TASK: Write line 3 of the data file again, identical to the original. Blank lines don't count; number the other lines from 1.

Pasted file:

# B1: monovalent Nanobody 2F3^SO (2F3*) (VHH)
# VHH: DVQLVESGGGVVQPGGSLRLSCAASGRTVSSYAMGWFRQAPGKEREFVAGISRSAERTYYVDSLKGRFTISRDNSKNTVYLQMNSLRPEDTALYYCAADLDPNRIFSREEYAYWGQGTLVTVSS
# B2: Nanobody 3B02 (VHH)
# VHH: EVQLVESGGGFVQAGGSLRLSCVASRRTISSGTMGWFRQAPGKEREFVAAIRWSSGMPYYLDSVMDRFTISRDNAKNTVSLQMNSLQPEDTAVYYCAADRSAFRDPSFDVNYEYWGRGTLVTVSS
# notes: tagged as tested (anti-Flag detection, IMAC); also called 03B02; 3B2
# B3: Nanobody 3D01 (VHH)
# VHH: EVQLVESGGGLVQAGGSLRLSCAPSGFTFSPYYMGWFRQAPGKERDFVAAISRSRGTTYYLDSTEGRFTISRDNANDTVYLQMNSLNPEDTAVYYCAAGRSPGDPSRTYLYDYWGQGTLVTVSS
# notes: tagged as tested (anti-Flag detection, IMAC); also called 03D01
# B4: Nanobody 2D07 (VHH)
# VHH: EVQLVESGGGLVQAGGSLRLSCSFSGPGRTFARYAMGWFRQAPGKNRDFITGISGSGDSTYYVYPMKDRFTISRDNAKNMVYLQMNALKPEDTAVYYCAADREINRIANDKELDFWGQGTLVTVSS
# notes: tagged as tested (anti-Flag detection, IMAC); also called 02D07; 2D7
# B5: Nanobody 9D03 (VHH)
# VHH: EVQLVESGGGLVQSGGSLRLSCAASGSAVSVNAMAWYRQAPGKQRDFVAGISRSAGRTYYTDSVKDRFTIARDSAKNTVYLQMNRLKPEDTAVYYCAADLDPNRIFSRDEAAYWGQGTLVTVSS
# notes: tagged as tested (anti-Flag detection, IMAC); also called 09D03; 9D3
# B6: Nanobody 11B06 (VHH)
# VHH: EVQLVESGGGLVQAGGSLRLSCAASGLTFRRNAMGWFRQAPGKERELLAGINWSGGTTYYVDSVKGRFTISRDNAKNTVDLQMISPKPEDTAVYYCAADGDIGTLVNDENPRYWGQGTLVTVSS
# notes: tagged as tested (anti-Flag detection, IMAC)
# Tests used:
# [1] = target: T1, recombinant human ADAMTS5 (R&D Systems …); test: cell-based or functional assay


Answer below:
# B2: Nanobody 3B02 (VHH)